32

I have an image in a C# WPF app whose build action is set to 'Resource'. It's just a file in the source directory, it hasn't been added to the app's resource collection through the drag/drop properties dialog. I'm trying to write it as a stream, but I can't open it despite trying quite a few variations of dots, slashes, namespaces and seemingly everything else.

I can access it to use elsewhere either in xaml with "pack://application:,,,/Resources/images/flags/tr.png", but I can't get at a stream containing it.

Most places seem to say use

using(BinaryReader reader = new BinaryReader(System.Reflection.Assembly.GetExecutingAssembly().GetManifestResourceStream("ResourceBlenderExpress.Resources.images.flags.tr.png"))) {
    using(BinaryWriter writer = new BinaryWriter(File.OpenWrite(imageFile))) {
        while((read = reader.Read(buffer, 0, buffer.Length)) > 0) {
            writer.Write(buffer, 0, read);
        }
        writer.Close();
    }
    reader.Close();
}

Which I haven't had any luck with.

4 Answers 4

36

You're probably looking for Application.GetResourceStream

StreamResourceInfo sri = Application.GetResourceStream(new Uri("Images/foo.png"));
if (sri != null)
{
    using (Stream s = sri.Stream)
    {
        // Do something with the stream...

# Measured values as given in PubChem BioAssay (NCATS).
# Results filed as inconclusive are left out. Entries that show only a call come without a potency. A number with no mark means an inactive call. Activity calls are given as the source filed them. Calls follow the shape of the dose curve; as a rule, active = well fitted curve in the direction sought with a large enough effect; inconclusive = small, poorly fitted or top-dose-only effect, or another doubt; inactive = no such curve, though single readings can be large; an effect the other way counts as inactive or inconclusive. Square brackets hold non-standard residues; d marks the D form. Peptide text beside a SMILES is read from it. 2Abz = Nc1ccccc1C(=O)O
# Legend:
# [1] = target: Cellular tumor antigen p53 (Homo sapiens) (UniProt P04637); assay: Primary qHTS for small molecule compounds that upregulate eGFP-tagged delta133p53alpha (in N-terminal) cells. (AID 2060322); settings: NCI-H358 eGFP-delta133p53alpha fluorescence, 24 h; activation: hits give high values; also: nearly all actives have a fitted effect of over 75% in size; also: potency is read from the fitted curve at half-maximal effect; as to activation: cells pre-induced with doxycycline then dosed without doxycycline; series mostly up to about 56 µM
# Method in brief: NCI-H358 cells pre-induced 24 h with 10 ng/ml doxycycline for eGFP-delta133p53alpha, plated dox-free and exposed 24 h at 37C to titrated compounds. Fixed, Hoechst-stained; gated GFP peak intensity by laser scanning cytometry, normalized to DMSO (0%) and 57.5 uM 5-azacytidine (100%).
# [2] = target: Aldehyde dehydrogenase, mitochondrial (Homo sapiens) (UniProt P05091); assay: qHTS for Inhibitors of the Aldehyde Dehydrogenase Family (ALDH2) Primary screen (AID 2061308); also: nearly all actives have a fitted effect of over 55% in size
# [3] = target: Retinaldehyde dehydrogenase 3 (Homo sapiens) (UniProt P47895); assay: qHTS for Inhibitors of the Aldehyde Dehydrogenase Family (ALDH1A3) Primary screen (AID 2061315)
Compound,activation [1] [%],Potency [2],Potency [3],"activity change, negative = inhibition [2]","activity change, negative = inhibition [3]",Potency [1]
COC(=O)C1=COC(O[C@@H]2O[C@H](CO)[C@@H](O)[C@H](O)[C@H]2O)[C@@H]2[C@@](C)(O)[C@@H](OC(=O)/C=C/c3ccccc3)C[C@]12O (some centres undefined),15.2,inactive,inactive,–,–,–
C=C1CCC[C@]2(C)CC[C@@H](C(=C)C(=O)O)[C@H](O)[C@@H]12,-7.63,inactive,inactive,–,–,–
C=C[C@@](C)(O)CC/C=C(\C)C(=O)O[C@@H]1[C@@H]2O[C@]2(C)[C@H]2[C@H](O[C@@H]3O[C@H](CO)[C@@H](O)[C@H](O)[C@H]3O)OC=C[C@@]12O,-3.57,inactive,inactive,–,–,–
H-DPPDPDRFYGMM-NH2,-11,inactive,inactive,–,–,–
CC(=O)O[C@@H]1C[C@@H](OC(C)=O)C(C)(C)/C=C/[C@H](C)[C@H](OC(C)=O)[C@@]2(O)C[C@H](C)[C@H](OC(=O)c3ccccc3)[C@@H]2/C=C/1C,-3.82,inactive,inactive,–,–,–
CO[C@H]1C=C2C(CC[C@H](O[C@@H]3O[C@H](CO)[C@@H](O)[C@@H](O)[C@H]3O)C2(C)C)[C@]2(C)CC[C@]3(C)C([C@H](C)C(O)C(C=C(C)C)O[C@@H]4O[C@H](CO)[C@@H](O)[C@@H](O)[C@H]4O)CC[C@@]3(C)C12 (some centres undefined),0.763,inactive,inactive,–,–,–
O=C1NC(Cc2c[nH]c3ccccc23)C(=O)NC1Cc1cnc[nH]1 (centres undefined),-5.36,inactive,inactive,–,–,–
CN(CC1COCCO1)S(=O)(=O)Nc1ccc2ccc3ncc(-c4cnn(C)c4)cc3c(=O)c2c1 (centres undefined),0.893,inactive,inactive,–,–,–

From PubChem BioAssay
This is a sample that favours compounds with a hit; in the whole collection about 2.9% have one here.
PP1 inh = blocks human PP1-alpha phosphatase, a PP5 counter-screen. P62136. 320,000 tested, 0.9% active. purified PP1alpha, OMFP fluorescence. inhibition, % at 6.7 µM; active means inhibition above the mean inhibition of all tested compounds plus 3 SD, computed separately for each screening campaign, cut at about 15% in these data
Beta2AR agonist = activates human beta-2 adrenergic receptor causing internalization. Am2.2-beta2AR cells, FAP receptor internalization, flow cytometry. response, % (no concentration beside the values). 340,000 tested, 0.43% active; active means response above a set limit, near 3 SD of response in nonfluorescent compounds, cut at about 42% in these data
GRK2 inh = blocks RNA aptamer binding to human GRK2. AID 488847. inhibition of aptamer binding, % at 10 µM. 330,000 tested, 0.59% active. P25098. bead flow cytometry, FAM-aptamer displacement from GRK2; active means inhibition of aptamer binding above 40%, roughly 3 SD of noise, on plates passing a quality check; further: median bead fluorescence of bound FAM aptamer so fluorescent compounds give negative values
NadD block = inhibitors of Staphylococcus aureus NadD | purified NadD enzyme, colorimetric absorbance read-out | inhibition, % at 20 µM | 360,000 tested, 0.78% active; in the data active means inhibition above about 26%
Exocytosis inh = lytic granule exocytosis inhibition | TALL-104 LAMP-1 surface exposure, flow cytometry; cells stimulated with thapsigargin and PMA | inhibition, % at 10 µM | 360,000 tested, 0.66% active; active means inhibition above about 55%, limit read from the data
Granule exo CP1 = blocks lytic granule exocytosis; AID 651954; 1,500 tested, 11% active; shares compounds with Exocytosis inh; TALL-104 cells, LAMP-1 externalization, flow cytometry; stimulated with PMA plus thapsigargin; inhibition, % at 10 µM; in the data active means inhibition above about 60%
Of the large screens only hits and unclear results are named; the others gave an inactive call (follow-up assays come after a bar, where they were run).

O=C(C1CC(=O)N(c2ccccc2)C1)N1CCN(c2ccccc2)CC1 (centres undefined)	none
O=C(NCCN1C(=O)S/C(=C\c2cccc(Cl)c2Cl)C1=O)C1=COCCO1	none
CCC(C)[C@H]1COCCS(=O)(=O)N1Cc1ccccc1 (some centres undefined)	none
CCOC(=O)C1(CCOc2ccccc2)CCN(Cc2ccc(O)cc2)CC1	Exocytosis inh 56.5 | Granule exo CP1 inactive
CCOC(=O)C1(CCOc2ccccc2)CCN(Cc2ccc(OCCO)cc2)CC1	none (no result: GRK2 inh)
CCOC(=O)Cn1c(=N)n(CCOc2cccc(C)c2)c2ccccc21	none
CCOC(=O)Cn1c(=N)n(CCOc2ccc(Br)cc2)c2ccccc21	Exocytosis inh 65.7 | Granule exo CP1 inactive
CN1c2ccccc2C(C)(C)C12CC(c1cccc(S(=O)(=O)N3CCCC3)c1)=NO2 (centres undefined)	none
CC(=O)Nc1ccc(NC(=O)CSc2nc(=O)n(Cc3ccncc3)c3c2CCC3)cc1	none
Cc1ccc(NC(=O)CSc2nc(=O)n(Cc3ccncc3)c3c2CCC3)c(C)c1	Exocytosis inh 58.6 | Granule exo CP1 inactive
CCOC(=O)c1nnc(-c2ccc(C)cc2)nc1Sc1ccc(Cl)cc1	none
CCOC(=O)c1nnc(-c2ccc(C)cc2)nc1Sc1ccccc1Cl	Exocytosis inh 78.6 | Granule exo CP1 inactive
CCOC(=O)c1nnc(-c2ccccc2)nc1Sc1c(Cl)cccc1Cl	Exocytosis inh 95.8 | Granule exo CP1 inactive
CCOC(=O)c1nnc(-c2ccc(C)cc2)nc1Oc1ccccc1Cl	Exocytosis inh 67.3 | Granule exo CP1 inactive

}
}
1
29

GetManifestResourceStream is for traditional .NET resources i.e. those referenced in RESX files. These are not the same as WPF resources i.e. those added with a build action of Resource. To access these you should use Application.GetResourceStream, passing in the appropriate pack: URI. This returns a StreamResourceInfo object, which has a Stream property to access the resource's data.

0
8

If I get you right, you have a problem to open the resource stream, because you do not know its exact name? If so, you could use

System.Reflection.Assembly.GetExecutingAssembly().GetManifestResourceNames()

to get a list of names of all included resources. This way you can find the resource name that was assignd to your image.

2
  • 1
    Why not use GetCallingAssembly instead of GetExecutingAssembly?
    – Odys
    Mar 19, 2013 at 9:09
  • Application.ResourceAssembly is probably the preferred way to get the assembly that contains the resources for your application. Also, this answer is for resx files, NOT WPF Resource Files, which is what this question is about. Mar 20, 2020 at 4:28
-2

There's no need to call the Close() method, it will be automatically called by Dispose() at the end of the using clause. So your code might look like this:

using(BinaryReader reader = new BinaryReader(System.Reflection.Assembly.GetExecutingAssembly().GetManifestResourceStream("ResourceBlenderExpress.Resources.images.flags.tr.png")))
using(BinaryWriter writer = new BinaryWriter(File.OpenWrite(imageFile))) 
{
    while((read = reader.Read(buffer, 0, buffer.Length)) > 0) 
    {
        writer.Write(buffer, 0, read);
    }
}
3
  • 1
    How does this answer the question? Sep 7, 2009 at 7:52
  • Really? Useful insight if it's true. I always thought explicitly calling Close was better for streams/files.
    – Echilon
    Sep 7, 2009 at 12:13
  • The use of the Using statement is explicitly calling the dispose method of the Stream which is implicitly calling the Close method of it. Also the using statement always dispose the "used" object, even if an exception is raised, so the using is an all-inclusive, almost no-fault statement. Aug 12, 2010 at 17:36

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